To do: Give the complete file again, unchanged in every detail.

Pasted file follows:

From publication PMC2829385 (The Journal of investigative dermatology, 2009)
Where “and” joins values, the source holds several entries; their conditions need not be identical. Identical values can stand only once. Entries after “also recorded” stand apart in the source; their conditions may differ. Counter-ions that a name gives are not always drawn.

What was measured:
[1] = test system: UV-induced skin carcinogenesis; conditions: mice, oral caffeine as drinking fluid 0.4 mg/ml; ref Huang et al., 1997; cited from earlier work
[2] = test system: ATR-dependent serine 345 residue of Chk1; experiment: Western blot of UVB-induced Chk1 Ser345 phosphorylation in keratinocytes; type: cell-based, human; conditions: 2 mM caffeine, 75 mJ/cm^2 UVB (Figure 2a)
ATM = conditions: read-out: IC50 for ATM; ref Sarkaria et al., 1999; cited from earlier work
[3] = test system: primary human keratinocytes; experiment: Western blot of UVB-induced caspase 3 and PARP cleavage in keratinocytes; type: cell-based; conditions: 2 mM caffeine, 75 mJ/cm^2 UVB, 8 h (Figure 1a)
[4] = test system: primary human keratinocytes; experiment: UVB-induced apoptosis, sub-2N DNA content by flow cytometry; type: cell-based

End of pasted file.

From publication PMC2829385 (The Journal of investigative dermatology, 2009)
Where “and” joins values, the source holds several entries; their conditions need not be identical. Identical values can stand only once. Entries after “also recorded” stand apart in the source; their conditions may differ. Counter-ions that a name gives are not always drawn.

What was measured:
[1] = test system: UV-induced skin carcinogenesis; conditions: mice, oral caffeine as drinking fluid 0.4 mg/ml; ref Huang et al., 1997; cited from earlier work
[2] = test system: ATR-dependent serine 345 residue of Chk1; experiment: Western blot of UVB-induced Chk1 Ser345 phosphorylation in keratinocytes; type: cell-based, human; conditions: 2 mM caffeine, 75 mJ/cm^2 UVB (Figure 2a)
ATM = conditions: read-out: IC50 for ATM; ref Sarkaria et al., 1999; cited from earlier work
[3] = test system: primary human keratinocytes; experiment: Western blot of UVB-induced caspase 3 and PARP cleavage in keratinocytes; type: cell-based; conditions: 2 mM caffeine, 75 mJ/cm^2 UVB, 8 h (Figure 1a)
[4] = test system: primary human keratinocytes; experiment: UVB-induced apoptosis, sub-2N DNA content by flow cytometry; type: cell-based